The emphasis in our presentation is on digital design, with HDLs in a supporting role. Consequently, we present only those details of Verilog, VHDL, and SystemVerilog that are needed to support our treatment of an introduction to digital design. Moreover, although we present examples using each language, we identify and segregate the treatment of topics and examples so that the instructor can choose a path of presentation for a single language—either Verilog or VHDL. Naturally, a path that emphasizes Verilog can conclude with SystemVerilog, but it can be skipped without compromising the objectives. The introduction to SystemVerilog is selective—we present only topics and examples that are extensions of Verilog, and well within the scope of an introductory treatment. To be clear, we are not advocating simultaneous presentation of the languages. The instructor can choose either Verilog/SystemVerilog or VHDL as the core language supporting an introductory course in digital design. Regardless of the language, our focus is on digital design.

The language-based examples throughout the book are not just about the details of an HDL. We emphasize and demonstrate the modeling and verification of digital circuits having specified behavior. Neither Verilog or VHDL are covered in their entirety. Some details of the languages will be left to the reader’s continuing education and use of web resources. Regardless of language, our examples introduce a design methodology based on the concept of computer-aided modeling of digital systems by means of a mainstream, IEEE-standardized, hardware description language.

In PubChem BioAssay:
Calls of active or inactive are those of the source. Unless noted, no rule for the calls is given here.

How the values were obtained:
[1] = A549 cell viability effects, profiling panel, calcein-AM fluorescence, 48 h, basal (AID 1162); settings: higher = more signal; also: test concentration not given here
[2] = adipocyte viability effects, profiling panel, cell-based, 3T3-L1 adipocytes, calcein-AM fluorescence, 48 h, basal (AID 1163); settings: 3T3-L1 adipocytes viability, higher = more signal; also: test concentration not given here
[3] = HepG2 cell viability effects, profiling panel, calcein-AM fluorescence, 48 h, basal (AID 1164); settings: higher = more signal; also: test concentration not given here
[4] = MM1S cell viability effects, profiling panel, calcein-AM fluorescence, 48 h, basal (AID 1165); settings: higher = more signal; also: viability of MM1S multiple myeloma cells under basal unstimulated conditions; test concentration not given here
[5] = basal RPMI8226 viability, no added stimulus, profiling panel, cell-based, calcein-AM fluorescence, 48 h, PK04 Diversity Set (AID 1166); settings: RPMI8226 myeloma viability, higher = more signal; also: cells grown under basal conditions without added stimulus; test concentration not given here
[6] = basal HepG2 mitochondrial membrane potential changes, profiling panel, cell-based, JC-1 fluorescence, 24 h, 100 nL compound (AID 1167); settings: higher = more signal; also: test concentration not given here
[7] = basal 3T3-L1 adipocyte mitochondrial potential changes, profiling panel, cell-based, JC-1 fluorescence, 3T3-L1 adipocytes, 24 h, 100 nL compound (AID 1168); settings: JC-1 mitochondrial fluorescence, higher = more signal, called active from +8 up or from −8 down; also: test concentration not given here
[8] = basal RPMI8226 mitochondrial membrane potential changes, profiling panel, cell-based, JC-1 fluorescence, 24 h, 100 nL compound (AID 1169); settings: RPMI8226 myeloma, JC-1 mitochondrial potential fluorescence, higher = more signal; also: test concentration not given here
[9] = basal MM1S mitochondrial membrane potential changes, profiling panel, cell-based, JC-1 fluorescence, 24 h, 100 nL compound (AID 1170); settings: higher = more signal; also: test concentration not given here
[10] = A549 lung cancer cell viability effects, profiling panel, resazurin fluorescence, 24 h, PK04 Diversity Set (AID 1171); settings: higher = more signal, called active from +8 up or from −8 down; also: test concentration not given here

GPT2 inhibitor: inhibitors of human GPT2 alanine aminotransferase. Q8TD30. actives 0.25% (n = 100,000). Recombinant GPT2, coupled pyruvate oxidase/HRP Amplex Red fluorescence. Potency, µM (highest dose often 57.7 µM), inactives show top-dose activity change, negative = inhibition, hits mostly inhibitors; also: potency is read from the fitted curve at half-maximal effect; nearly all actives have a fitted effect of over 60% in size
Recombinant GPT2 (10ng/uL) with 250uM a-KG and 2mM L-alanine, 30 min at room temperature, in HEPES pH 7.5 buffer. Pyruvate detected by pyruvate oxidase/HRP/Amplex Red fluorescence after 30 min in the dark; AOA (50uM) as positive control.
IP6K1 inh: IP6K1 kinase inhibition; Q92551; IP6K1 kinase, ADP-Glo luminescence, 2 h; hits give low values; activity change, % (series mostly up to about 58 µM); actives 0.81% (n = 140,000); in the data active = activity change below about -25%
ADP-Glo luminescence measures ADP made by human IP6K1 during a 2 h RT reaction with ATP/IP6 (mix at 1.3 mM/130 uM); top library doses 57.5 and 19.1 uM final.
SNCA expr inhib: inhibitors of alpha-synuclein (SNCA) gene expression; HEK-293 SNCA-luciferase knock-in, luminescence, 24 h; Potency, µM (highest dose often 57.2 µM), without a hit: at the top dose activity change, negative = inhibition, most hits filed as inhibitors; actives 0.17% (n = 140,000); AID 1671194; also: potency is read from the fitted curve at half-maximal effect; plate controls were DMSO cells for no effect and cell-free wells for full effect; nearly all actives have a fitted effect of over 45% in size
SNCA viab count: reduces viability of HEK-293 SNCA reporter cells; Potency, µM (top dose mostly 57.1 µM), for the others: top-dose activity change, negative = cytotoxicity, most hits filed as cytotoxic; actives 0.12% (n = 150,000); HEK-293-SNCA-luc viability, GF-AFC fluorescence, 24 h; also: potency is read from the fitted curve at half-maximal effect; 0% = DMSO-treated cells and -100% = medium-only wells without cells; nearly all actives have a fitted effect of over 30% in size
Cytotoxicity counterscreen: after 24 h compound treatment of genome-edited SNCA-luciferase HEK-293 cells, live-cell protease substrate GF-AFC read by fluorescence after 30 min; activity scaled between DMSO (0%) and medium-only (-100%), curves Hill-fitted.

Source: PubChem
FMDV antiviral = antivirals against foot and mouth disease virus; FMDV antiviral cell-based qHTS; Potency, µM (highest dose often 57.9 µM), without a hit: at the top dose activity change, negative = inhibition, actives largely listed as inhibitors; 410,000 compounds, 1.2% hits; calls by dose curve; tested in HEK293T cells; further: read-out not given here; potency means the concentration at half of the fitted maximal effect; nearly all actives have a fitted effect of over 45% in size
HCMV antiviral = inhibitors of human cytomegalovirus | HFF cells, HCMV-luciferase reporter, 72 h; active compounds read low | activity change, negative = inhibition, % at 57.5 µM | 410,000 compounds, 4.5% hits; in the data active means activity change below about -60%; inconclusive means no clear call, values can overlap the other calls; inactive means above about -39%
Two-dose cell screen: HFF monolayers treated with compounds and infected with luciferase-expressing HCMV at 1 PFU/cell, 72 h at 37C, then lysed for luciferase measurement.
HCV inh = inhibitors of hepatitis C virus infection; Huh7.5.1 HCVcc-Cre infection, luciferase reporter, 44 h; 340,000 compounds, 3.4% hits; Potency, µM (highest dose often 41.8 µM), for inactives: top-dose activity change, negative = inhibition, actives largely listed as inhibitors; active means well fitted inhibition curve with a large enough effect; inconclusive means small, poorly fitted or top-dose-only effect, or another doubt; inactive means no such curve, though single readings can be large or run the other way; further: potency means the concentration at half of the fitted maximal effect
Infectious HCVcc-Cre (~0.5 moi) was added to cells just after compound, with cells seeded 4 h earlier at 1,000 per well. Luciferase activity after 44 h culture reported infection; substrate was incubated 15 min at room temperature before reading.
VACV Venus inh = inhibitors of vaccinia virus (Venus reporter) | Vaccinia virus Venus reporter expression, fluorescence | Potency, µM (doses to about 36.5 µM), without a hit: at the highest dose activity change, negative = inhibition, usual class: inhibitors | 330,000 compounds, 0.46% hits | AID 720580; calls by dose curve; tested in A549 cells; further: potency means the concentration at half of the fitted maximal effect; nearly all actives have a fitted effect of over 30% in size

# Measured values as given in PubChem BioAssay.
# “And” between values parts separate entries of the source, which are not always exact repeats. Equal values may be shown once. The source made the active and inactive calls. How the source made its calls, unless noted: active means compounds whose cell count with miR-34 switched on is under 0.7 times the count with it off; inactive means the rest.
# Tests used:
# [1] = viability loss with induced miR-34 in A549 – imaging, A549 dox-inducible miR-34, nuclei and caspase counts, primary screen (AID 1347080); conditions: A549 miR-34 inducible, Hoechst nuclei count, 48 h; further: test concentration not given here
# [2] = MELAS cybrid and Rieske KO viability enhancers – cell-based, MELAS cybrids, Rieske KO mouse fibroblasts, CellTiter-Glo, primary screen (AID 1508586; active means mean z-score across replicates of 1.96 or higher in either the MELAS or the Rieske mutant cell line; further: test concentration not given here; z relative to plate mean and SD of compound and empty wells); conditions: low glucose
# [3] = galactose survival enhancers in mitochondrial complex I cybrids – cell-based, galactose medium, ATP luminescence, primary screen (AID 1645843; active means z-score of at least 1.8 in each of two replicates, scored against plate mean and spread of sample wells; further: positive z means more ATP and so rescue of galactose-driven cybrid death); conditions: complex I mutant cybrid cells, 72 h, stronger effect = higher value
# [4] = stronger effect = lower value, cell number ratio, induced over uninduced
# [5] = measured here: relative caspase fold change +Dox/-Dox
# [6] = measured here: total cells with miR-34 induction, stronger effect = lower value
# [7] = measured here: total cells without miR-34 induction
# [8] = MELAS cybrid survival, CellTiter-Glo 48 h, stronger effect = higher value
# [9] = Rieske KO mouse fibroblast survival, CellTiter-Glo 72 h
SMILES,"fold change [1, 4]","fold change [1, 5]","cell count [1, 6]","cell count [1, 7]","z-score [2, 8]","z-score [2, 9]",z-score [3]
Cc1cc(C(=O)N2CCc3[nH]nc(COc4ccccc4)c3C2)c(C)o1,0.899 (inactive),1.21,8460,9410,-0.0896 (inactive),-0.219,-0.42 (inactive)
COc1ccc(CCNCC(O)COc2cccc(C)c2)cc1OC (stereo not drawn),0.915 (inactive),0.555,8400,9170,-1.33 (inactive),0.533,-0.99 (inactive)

This revision of Digital Design begins each chapter with a statement of its objectives. Problems at the end of each chapter are combined with inchapter examples, and with in-chapter Practice Exercises. Together, these encounters with the subject matter bring the student closer to achieving the stated objectives and becoming skilled in digital design. Answers are given to selected problems at the end of each chapter. A Solution Manual gives detailed solutions to all of the problems at the end of the chapters. The level of detail of the solutions is such that an instructor can use individual problems to support classroom instruction.

Table of Contents:


1 Digital Systems and Binary Numbers

1.1 Digital Systems

1.2 Binary Numbers

1.3 NumberBase Conversions

1.4 Octal and Hexadecimal Numbers

1.5 Complements of Numbers

1.6 Signed Binary Numbers

1.7 Binary Codes

1.8 Binary Storage and Registers